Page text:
Following is a guest blog by Dr. Anne Sullivan, Chief Human Resources Officer for Des Moines Public Schools. In 2016, with support from Battelle for Kids, the district designed a multiple-data-point system for selecting teachers, leaders, and classified and support staff.
Ensuring that all children have access to an effective educator is the mission of Des Moines Public Schools (DMPS). In my capacity as the Chief of Human Resources, I view this task as the primary function of our department. A strategic approach to recruiting, hiring, and retaining effective educators is paramount to our success.
The hard truth is that staff turnover is expensive. We invest quite a bit in making sure we have the right talent leading our buildings, supporting our staff and students, and teaching our kids. In fact, a 2007 report
from the National Commission on Teaching & America’s Future found that depending on a school district’s size, it can cost between $4,000 and nearly $18,000 for every incident of teacher turnover. And that was more than a decade ago. Imagine what teacher turnover costs school districts today. What about the cost of losing a great principal or classified staff? We could invest these dollars into providing more resources for our students in the classroom.
Driven by DMPS’s focus on investing in all our kids, I was very interested in an idea presented at a meeting hosted by the American Association of School Personal Administrators (AASPA). A strong candidate pool is not enough. Our district needed a hiring process that could identify those potential candidates who had the greatest probability of being successful—a process focused on our students and not solely on the adults in the system. We should always be asking: What are the knowledge, skills, and abilities a person needs to possess in this job to best serve our students?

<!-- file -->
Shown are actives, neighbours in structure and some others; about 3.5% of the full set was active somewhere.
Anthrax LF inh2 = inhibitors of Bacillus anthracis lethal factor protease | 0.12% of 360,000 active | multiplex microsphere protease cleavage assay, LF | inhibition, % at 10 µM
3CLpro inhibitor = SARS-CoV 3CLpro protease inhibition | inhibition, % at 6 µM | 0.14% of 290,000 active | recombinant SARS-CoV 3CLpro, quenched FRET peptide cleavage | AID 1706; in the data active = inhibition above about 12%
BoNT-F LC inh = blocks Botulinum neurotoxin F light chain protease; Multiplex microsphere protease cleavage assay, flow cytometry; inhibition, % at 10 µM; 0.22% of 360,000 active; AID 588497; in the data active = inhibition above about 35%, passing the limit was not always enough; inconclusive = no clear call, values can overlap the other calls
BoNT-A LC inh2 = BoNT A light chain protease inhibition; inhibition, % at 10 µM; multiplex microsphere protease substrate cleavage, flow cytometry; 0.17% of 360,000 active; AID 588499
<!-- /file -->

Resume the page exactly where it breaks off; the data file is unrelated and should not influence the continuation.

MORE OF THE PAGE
DMPS embarked on a multi-year journey to develop a system of hiring based on best practices, research, and the needs of our students. We explored the factors that serve as indicators of future success for teachers and leaders. We determined how to weight these factors in selecting applicants. This action is critical to not only identify high-potential candidates, but to ensure a more efficient hiring system that maximizes staff time and district resources. We also worked to build support across the organization for why we needed to change how we were hiring people and selecting them to come to DMPS.
Our first step was to identify the characteristics of DMPS’s most successful teachers and consider research on the qualities of highly effective educators. We discovered that there’s not a single characteristic that predicts success, but a variety of factors that contribute to positive student outcomes. This analysis informed the development of a multiple-data-point system for sorting applicants and selecting the most promising candidates for jobs.
This change has required a great deal of work and some trial and error over the past couple years. It has also not come without its critics. Some in the DMPS community miss the days when they could rely on their “gut” to find the right fit for a position. However, we continue to get better at identifying the type of talent and behaviors that will best serve our students.
This is a journey, and we’re just at the beginning. There will be some challenges along the way, and possibly some missteps, but I’m proud of our efforts thus far. We are transforming our hiring system to take a more deliberate and thoughtful approach to this very important decision, with the goal of selecting the right talent to serve all our students in Des Moines Public Schools.